No topic ever disquieted Hegel more than that of Religion. It haunted him, and he wrestled with it all during his life: from his brilliant youthful writings on spirit of Judaism and Christianity, up until the Lectures on the Philosophy of Religion of 1831. Of the ‘Determinate Religions’, Hegel wrote many profound and exhilarating philosophical interpretations.
This volume brings together a collection of critical essays that discuss Hegel’s relation to each of these historical Religions, including the Islam, and (of course) the ‘revealed’ religion of Christianity (Catholicism and Protestantism). All chapters aim to shed light on the intriguing development of Hegel’s conception of the dialectic of Religion.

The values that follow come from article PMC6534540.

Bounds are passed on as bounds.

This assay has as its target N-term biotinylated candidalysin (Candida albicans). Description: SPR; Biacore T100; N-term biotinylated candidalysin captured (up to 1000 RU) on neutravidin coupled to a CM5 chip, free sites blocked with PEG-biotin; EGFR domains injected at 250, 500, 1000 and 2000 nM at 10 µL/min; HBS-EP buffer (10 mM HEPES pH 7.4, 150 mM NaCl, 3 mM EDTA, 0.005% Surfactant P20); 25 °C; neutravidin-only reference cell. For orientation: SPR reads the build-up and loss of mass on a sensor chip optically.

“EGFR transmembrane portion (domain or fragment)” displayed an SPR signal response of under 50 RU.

Taken together, they develop a comprehensive view of Hegel’s philosophy of the historical Religions. His grandiose and provocative perceptions and ‘thought-scapes’ enhance the appetite for the – much needed – philosophical appreciation of the phenomenon of religion.
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